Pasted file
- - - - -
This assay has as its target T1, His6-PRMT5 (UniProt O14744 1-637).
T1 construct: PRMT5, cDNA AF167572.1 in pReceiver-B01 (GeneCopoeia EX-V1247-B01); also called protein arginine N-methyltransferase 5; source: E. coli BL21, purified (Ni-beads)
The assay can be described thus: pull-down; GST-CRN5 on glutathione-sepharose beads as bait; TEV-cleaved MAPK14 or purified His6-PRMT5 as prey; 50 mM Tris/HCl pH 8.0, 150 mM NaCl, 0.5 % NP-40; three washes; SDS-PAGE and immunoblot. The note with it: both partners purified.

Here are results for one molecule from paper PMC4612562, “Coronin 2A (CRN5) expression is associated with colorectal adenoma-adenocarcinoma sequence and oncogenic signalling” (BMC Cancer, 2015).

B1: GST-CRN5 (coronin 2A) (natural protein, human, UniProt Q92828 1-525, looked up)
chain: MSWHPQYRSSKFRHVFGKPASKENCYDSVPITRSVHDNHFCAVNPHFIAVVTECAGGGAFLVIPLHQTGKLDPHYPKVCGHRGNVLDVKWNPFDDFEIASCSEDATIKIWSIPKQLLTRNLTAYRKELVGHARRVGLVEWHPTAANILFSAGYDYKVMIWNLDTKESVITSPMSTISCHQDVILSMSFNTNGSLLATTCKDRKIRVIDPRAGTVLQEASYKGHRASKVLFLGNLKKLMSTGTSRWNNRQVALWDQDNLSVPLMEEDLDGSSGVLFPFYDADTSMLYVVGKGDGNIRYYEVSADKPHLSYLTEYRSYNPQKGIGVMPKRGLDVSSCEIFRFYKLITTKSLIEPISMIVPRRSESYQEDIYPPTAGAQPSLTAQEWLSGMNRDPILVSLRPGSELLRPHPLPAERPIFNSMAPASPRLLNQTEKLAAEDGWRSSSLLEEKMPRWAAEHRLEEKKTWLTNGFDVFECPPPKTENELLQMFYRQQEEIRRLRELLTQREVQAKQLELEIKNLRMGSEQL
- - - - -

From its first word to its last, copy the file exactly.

This assay has as its target T1, His6-PRMT5 (UniProt O14744 1-637).
T1 construct: PRMT5, cDNA AF167572.1 in pReceiver-B01 (GeneCopoeia EX-V1247-B01); also called protein arginine N-methyltransferase 5; source: E. coli BL21, purified (Ni-beads)
The assay can be described thus: pull-down; GST-CRN5 on glutathione-sepharose beads as bait; TEV-cleaved MAPK14 or purified His6-PRMT5 as prey; 50 mM Tris/HCl pH 8.0, 150 mM NaCl, 0.5 % NP-40; three washes; SDS-PAGE and immunoblot. The note with it: both partners purified.

Here are results for one molecule from paper PMC4612562, “Coronin 2A (CRN5) expression is associated with colorectal adenoma-adenocarcinoma sequence and oncogenic signalling” (BMC Cancer, 2015).

B1: GST-CRN5 (coronin 2A) (natural protein, human, UniProt Q92828 1-525, looked up)
chain: MSWHPQYRSSKFRHVFGKPASKENCYDSVPITRSVHDNHFCAVNPHFIAVVTECAGGGAFLVIPLHQTGKLDPHYPKVCGHRGNVLDVKWNPFDDFEIASCSEDATIKIWSIPKQLLTRNLTAYRKELVGHARRVGLVEWHPTAANILFSAGYDYKVMIWNLDTKESVITSPMSTISCHQDVILSMSFNTNGSLLATTCKDRKIRVIDPRAGTVLQEASYKGHRASKVLFLGNLKKLMSTGTSRWNNRQVALWDQDNLSVPLMEEDLDGSSGVLFPFYDADTSMLYVVGKGDGNIRYYEVSADKPHLSYLTEYRSYNPQKGIGVMPKRGLDVSSCEIFRFYKLITTKSLIEPISMIVPRRSESYQEDIYPPTAGAQPSLTAQEWLSGMNRDPILVSLRPGSELLRPHPLPAERPIFNSMAPASPRLLNQTEKLAAEDGWRSSSLLEEKMPRWAAEHRLEEKKTWLTNGFDVFECPPPKTENELLQMFYRQQEEIRRLRELLTQREVQAKQLELEIKNLRMGSEQL